By definition, news is new information of a sequence of events in a perpetual state of change.
While some stories have an ending, most don’t, and it’s up to journalists to keep track and follow up on changes of those events, whether it be the hiring (or firing) of an employee, a new policy adopted by the Alamo Colleges board of trustees or something as simple as the cancellation of an event.
By writing follow-up stories featuring different angles, journalists are keeping news fresh and in the minds of readers who want to know more about a particular event or topic.
For example, in September, The Ranger covered breaking news of an incident that occurred in Oppenheimer Academic Center.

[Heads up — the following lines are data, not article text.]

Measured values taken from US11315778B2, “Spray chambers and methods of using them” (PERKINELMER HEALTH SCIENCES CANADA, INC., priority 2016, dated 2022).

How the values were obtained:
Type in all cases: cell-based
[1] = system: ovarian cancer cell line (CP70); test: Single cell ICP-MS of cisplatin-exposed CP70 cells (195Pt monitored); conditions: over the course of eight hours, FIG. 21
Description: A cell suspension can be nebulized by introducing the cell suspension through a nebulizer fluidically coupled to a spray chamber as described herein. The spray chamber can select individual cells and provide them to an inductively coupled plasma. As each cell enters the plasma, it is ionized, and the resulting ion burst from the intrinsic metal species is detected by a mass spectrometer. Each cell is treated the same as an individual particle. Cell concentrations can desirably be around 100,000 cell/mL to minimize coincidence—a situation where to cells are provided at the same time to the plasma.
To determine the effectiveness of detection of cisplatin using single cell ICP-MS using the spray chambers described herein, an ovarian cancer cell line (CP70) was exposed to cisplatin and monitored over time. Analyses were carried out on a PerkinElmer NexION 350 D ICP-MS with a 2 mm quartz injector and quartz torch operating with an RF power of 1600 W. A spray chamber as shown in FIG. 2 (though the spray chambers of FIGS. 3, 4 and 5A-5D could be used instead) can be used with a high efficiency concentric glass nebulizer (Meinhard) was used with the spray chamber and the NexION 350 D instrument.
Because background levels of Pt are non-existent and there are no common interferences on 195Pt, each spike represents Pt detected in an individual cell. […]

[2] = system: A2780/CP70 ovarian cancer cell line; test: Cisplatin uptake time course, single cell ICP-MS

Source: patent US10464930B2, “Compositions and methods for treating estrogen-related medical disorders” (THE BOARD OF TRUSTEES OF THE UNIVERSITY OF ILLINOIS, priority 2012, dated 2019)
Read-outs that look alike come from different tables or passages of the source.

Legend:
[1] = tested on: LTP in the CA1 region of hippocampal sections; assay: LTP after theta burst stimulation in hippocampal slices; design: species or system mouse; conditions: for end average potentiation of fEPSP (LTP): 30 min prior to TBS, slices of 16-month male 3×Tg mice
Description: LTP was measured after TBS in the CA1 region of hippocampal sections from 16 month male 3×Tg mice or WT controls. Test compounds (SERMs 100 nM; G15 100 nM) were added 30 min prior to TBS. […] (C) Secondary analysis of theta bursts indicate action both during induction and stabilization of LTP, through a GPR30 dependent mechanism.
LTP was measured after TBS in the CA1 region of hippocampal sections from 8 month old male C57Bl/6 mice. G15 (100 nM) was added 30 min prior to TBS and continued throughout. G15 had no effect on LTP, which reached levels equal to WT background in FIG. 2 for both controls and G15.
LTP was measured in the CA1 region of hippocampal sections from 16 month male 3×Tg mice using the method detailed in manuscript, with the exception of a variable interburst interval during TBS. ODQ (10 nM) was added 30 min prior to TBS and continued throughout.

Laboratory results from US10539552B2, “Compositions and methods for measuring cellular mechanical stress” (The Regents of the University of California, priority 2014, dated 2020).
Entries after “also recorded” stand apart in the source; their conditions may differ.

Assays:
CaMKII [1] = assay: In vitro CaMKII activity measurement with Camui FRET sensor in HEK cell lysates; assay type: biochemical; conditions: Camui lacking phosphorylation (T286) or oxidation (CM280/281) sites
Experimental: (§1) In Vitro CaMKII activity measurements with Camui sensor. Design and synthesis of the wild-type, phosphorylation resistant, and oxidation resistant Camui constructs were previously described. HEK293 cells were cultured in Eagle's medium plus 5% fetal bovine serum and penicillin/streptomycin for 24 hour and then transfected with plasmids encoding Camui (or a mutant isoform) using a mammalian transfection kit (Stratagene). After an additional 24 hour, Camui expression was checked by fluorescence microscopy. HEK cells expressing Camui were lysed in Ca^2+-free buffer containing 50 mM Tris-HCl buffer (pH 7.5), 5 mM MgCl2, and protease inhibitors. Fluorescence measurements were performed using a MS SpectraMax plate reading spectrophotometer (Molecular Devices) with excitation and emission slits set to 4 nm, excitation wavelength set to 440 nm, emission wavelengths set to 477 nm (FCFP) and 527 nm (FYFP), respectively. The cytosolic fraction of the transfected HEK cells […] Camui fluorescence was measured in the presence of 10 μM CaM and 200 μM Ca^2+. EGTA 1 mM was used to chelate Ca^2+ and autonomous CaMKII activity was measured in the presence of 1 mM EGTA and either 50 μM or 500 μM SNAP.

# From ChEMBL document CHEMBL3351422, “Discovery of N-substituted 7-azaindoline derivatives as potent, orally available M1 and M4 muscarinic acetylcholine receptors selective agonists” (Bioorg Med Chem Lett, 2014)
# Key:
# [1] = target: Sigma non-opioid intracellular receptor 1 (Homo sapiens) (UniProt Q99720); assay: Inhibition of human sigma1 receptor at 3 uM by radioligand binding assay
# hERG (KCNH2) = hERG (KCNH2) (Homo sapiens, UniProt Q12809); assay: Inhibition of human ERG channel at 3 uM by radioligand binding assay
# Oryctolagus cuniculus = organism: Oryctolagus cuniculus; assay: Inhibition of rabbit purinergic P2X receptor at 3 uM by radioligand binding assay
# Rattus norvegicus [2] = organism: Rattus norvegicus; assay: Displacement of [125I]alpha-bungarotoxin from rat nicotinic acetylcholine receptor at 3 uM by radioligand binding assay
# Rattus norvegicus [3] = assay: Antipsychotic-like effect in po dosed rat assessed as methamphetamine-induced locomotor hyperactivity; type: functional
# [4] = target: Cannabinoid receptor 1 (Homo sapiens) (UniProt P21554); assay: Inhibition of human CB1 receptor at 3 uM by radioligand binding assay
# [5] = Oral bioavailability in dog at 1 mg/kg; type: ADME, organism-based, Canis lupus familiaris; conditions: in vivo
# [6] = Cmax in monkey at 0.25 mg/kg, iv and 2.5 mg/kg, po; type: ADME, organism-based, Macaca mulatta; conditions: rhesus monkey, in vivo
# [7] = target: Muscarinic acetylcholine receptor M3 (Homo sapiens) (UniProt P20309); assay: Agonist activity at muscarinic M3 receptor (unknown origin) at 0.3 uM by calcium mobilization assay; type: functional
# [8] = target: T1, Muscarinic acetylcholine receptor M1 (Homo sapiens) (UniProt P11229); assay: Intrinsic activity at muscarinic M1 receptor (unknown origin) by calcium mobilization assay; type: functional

Though details were not immediately released to the public, including the reason why it occurred in the first place, by following up with college administrators and district police, The Ranger continued to follow-up on the altercation until finally getting to the bottom of the story a month later.
Concerning this incident, The Ranger received multiple phone calls to the newsroom, a letter to the editor and news tips submitted online from readers who wanted to know the entire story.
Follow-up stories also promote accountability from sources, which consequently encourages transparency.
There will always be people, readers and sources alike, who may dislike when reporters write about “old news,” however, there are also those who appreciate learning new information from a fresh perspective.